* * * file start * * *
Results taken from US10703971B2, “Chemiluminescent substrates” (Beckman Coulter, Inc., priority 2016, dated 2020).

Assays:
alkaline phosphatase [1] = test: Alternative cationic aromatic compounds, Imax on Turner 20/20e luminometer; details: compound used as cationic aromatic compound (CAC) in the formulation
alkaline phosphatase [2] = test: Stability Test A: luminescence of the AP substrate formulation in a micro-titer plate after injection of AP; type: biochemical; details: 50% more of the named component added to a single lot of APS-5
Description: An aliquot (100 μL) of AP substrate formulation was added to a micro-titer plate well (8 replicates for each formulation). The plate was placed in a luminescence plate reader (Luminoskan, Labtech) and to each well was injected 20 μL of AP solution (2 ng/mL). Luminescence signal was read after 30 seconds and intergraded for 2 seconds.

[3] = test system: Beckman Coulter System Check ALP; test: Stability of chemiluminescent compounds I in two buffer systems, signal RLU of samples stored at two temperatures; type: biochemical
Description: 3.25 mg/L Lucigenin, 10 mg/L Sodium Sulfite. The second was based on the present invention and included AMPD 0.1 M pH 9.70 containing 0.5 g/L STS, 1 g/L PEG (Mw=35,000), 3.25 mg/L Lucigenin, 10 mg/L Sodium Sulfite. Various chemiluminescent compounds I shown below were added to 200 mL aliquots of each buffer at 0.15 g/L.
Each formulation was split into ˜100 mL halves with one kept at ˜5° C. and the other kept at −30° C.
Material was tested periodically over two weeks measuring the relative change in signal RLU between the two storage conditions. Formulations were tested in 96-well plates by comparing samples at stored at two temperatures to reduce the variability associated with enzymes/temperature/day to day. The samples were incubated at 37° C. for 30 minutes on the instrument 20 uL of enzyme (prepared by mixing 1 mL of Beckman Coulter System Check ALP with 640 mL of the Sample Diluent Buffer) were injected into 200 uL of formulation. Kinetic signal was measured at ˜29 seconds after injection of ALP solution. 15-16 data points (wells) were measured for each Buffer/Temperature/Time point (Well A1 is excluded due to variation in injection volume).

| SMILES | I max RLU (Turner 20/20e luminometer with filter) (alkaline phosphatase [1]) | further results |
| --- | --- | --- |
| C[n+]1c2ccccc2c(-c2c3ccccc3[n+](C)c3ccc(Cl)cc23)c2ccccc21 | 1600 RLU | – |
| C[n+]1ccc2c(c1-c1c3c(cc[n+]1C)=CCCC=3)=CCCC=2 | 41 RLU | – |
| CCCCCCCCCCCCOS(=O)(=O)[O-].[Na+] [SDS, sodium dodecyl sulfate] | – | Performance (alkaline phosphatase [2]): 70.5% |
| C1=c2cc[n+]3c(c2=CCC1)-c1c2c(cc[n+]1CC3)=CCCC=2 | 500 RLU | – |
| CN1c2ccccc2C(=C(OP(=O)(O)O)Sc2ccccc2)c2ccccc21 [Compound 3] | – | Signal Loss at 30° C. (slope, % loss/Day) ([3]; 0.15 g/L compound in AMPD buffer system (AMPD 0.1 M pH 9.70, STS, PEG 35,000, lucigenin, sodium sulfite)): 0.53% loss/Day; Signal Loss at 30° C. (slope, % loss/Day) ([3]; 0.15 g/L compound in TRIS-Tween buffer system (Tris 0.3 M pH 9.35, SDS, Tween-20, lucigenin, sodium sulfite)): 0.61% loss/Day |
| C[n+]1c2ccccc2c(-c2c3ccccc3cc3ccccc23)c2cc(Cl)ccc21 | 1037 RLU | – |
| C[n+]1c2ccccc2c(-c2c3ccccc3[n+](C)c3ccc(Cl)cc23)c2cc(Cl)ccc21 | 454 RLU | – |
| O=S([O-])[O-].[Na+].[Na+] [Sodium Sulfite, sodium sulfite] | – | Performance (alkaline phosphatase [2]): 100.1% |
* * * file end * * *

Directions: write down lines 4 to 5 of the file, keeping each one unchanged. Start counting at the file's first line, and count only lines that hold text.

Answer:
alkaline phosphatase [2] = test: Stability Test A: luminescence of the AP substrate formulation in a micro-titer plate after injection of AP; type: biochemical; details: 50% more of the named component added to a single lot of APS-5
Description: An aliquot (100 μL) of AP substrate formulation was added to a micro-titer plate well (8 replicates for each formulation). The plate was placed in a luminescence plate reader (Luminoskan, Labtech) and to each well was injected 20 μL of AP solution (2 ng/mL). Luminescence signal was read after 30 seconds and intergraded for 2 seconds.